How hearing loss can impact mental health (and what you can do about it)

Anxiety and depression can affect all of us, at any stage of our lives, but you’re more likely to experience it if you’re living with untreated hearing loss, research shows.

A National Health and Nutrition Examination Survey conducted between 2005-2010 found that people with hearing loss are 57% more likely to report depression and anxiety than those without it. And a 2007 survey found that 6 in 10 people with hearing loss display symptoms associated with depression.

If you have depression or anxiety, you may:

  • Be frequently irritable or frustrated

  • Have trouble sleeping

  • Lose interest or pleasure in most activities

  • Be sad, down or miserable most of the time

  • Withdraw from close friends and family

  • Experience physical sensations like a racing heart or hot and cold flushes

  • Have obsessive thinking or compulsive behaviour

The link between hearing loss, anxiety and depression is believed to arise from situations that make you feel isolated. You may:

  • Feel misunderstood by others

  • Not know how to express how hearing loss makes you feel

  • Feel confused and detached from what’s going on around you

  • Encounter people who don’t understand how to best communicate with you

  • Find it hard to communicate in loud or crowded areas

The good news is that there are good treatment options (think cognitive behaviour therapy, interpersonal therapy and/or medication), and people with hearing loss often find that the right hearing solution – such as hearing aids, resolves the isolation issues that led to anxiety and depression in the first place.

It’s important to realise that the best treatment plan for you might not be right for someone else. Don’t give up if you don’t find the right thing, right away. That said, a holistic approach that includes diet and exercise is often beneficial.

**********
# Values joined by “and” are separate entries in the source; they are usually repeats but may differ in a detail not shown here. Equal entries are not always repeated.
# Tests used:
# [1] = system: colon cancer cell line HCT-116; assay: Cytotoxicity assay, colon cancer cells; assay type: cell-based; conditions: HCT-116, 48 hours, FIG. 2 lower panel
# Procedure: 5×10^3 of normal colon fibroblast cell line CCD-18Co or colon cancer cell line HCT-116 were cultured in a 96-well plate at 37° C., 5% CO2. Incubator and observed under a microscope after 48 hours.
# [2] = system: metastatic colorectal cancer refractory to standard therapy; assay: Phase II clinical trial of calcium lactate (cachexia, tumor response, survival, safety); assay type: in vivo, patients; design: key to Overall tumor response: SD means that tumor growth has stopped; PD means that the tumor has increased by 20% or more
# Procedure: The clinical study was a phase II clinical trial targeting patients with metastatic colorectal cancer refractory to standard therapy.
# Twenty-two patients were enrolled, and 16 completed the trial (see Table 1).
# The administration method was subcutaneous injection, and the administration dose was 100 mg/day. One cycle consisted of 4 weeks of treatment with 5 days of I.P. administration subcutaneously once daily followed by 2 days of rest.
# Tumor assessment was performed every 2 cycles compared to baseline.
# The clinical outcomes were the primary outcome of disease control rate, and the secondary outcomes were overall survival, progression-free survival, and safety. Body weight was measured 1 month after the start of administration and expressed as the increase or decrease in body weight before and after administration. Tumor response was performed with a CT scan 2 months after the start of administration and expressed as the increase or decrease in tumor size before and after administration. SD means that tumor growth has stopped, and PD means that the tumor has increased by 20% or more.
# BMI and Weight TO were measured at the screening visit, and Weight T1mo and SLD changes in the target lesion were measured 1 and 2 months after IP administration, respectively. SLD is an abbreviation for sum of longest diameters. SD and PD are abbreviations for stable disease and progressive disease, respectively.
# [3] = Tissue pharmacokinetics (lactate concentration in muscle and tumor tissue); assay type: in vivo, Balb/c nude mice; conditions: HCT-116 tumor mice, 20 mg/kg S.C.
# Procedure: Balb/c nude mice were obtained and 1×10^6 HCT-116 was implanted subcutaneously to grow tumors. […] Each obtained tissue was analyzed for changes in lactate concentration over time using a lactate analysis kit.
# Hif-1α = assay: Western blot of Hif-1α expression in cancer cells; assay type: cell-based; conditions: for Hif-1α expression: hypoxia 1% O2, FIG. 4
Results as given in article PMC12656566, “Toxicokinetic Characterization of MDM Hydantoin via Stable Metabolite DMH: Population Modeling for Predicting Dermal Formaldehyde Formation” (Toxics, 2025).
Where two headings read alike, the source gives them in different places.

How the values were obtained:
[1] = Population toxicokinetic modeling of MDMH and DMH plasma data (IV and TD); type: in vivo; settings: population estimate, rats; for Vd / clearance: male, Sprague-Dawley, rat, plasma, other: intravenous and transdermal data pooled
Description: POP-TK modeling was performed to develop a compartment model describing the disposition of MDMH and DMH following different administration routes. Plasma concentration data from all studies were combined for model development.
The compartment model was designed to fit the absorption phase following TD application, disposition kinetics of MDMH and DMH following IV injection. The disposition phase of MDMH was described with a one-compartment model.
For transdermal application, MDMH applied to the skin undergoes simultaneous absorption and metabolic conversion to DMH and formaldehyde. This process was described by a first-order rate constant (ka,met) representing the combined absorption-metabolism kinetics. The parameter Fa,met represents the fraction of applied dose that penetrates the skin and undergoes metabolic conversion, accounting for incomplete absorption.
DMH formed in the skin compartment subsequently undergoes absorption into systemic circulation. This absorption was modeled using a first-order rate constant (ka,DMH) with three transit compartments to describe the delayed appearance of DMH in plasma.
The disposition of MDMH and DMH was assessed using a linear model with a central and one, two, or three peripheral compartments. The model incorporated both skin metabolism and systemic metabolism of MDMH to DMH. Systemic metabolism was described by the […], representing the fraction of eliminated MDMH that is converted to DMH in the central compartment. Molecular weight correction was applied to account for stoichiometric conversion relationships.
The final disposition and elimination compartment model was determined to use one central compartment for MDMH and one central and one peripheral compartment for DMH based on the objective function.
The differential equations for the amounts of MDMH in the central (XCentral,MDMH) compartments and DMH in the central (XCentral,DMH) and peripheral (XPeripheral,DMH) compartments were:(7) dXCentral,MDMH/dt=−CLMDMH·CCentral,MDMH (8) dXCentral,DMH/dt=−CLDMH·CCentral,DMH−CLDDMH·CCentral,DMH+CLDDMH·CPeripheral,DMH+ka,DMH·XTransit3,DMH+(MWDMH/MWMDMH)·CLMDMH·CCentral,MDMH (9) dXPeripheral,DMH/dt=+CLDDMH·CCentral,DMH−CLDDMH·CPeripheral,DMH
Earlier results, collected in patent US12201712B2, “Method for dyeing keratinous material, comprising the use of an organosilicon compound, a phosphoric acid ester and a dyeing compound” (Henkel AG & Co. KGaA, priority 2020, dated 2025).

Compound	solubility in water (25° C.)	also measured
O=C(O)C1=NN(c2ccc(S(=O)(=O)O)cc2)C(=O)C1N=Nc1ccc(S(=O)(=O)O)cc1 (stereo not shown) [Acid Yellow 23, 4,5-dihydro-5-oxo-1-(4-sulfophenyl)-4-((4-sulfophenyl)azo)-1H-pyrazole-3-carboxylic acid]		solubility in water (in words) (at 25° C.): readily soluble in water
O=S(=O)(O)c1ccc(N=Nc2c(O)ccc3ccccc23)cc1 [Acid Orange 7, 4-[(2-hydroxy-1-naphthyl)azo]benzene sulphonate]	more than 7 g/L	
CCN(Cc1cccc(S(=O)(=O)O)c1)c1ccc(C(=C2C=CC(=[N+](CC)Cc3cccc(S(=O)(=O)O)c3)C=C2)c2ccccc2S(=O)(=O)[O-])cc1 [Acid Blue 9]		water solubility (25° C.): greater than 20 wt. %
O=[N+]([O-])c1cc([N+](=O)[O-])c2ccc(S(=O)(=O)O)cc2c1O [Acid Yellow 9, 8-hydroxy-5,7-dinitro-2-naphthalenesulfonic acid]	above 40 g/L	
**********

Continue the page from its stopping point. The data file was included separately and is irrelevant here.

Science backs exercise as a mental health booster. It’s protective against cognitive decline, too.

I point out exercise, in particular, because it can also combat and reduce your risk of hearing loss. One study using mice showed that those who exercised experienced a 5 percent hearing loss in their lifetime while sedentary mice suffered a 20 percent hearing loss on average. Researchers believe that sedentary lifestyles cause you to lose important auditory structures in the cochlear (inner ear).

So, I’ve established that exercise is good for mental health and our hearing, but there’s a caveat I feel needs mentioning; you’ll be doing your hearing a disservice if you’re listening to loud music while you exercise.

A study published in the ePublication of Australian Fitness Network shows that many fitness instructors are cranking the volume in classes almost as high as the average nightclub. That’s much higher than the Australian workplace health and safety laws allow for hearing health. The rationale seems to be that loud music is a great motivator, but 30 percent of class participants surveyed for this study reported loud music to be stressful.

(If you’re convinced loud music is key to keeping you going on the treadmill, just try lowering the volume while finding music with a faster beat. Researchers think that’s more likely to help you find your second wind.)

I wrote this article based on studies and information from BeyondBlue. I encourage you to discuss what you’re feeling with your doctor, psychologist, or a close friend, colleague or family member. There is absolutely no shame in what you’re going through and there are very effective ways to overcome it.

BeyondBlue has a fantastic fact sheet for people who are deaf or hard of hearing.

If you’re feeling overwhelmed with anxiety or depression, I encourage you to get in contact with the understanding people at BeyondBlue or call Lifeline on 13 11 14 .

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